The new moral panic’s right-wing origins are in a manufactured outrage around education. This previous moral panic, which targets institutions such as libraries (for hosting drag story hours) and schools (for teaching critical race theory), as well as universities, uses reactionary identity politics to perpetuate an assault on public education. Decrying safe spaces, ethnic and gender studies programs, trigger warnings, and the #MeToo movement for making campuses unsafe and hostile to white men, the right has managed to galvanize power for major overhauls of the New College of Florida and West Virginia University, as well as efforts to undermine tenure, affirmative action, academic freedom, and labor organizing on countless campuses. This foundational moral panic allowed the Right to smear calls for decolonization and Palestinian liberation as attacks not only on Western civilization but also on White Jewish students and the very whiteness of the university.
One goal of this moral panic is to make a specific set of political positions seem natural and taken for granted. This includes the notions that Israel has a right to exist and a right to defend itself, and that Hamas is an evil, antisemitic terrorist organization that commits acts of unjustifiable and barbaric violence and must be condemned. It also encompasses an effort to equate anti-Zionism and antisemitism, a position taken by the House of Representatives and pushed for on campus as universities adopted the IHRA definition of antisemitism. The moral panic naturalizes the notion that criticizing Israel is antisemitic hate speech and signals support of Hamas and terrorism. University leaders, including CUNY chancellor Matos Rodriguez and Brooklyn College president Michelle Anderson, as well as administrators at Columbia and Cornell, are using this antisemitism scare in an attempt to silence speech that deviates from the dominant Zionist agenda. Ironically, university administrators are not going far enough in their suppression of Palestinian organizing for the Zionist lobby. Three university presidents were recently called in front of Congress and questioned about their policies relating to speech calling for the genocide of Jews, and the president of Penn has already resigned as a result. It is important for the Zionist project to make these political positions seem natural — to create a new common sense. This allows them to label calls for Palestinian liberation “from the river to the sea” as outside the political mainstream and the domain of acceptable thought, speech, and action, allowing Zionists to carry out campaigns of censorship, doxing, and criminalization, on and off campus.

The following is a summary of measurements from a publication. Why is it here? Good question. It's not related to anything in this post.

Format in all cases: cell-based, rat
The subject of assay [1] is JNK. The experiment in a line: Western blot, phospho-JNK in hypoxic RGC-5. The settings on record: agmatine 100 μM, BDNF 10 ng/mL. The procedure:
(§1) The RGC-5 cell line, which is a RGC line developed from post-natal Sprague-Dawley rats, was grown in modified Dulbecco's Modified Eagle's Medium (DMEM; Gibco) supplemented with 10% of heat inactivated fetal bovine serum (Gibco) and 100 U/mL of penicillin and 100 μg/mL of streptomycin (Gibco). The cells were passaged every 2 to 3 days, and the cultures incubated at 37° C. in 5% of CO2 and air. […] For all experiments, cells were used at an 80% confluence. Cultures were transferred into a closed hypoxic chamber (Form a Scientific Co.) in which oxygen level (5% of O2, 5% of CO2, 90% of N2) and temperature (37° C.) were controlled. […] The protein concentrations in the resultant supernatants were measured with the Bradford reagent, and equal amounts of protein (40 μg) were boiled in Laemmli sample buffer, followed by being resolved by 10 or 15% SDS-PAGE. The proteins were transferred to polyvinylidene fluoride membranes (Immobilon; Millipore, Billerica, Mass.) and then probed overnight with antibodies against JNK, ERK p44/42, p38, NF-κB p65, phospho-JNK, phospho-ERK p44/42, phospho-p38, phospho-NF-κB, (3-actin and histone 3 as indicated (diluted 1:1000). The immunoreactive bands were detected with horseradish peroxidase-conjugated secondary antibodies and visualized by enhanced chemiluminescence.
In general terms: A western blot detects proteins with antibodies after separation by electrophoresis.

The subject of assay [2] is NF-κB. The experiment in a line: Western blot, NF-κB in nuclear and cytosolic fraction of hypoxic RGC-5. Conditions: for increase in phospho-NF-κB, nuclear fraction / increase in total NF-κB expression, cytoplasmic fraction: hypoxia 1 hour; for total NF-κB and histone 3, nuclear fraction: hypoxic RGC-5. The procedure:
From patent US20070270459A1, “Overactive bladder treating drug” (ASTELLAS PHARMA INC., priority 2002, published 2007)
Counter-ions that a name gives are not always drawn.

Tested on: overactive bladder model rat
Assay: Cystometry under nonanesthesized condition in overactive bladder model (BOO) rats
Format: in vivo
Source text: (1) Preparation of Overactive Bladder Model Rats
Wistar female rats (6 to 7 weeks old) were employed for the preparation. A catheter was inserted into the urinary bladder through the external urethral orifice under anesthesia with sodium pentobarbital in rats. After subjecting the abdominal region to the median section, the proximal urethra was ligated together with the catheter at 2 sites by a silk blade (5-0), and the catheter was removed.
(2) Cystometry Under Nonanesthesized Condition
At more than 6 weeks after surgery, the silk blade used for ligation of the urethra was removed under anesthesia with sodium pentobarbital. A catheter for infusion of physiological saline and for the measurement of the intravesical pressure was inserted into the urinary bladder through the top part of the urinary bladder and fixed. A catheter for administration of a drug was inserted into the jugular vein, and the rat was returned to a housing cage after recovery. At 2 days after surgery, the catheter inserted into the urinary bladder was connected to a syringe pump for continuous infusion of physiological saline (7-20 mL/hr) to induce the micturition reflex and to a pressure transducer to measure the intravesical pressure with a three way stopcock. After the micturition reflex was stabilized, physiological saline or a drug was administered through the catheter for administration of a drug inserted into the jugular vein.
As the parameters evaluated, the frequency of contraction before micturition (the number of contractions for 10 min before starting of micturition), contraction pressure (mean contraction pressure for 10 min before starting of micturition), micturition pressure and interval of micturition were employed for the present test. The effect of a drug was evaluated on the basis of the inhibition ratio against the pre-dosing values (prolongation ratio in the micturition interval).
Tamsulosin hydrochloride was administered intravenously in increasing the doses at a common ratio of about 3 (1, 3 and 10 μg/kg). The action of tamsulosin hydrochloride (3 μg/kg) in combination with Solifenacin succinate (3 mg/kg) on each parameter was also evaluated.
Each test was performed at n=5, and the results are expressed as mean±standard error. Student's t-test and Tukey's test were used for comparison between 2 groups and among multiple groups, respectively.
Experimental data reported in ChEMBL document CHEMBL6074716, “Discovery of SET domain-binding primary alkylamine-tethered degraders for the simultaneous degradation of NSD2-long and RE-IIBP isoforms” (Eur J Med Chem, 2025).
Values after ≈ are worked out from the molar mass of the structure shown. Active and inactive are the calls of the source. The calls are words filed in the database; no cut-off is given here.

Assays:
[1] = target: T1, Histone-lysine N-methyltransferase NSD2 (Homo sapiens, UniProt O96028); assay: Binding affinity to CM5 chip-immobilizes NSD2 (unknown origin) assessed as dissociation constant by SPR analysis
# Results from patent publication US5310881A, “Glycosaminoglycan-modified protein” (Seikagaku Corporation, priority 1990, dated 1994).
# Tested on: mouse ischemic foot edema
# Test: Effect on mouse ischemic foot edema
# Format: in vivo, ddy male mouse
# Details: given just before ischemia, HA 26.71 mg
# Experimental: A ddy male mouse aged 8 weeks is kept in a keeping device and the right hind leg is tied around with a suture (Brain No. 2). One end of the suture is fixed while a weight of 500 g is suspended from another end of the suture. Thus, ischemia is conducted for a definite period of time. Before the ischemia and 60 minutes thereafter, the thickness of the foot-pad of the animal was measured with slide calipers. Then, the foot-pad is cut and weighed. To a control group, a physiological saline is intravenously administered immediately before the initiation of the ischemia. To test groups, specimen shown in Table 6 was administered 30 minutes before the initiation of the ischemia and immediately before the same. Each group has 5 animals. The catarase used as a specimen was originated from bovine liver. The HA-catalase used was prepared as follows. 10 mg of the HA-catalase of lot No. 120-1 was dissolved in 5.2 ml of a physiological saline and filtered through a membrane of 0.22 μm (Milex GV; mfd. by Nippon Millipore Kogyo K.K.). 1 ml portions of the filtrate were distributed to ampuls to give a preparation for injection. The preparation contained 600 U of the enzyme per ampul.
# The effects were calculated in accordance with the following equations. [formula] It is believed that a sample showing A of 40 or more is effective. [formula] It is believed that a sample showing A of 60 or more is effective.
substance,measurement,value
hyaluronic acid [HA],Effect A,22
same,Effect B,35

This crisis is being manufactured by a well-organized and funded Zionist political lobby. Doxing trucks have escalated the strategy of Canary Mission to scary new heights. Language that mirrored that of the ADL and condemned Students for Justice in Palestine passed through the U.S. Senate unanimously. This was echoed by White House press secretary Karine Jean-Pierre in a statement that compared Palestinian student organizing to the 2017 Unite the Right rally in Charlottesville where a white supremacist killed Heather Heyer.
This campus antisemitism moral panic is an abhorrent weaponization of antisemitism. Its goal is to chill dissent to the U.S. war machine and the ongoing genocide in Gaza. But it will fail. Youth in the United States, including young Jews, are largely critical of Israel, and even in the face of doxing, arrest, allegations of terrorist sympathies, condemnation from their own university leaders, and police brutality on campus, students continue to turn out in large numbers to declare that Palestine will be free!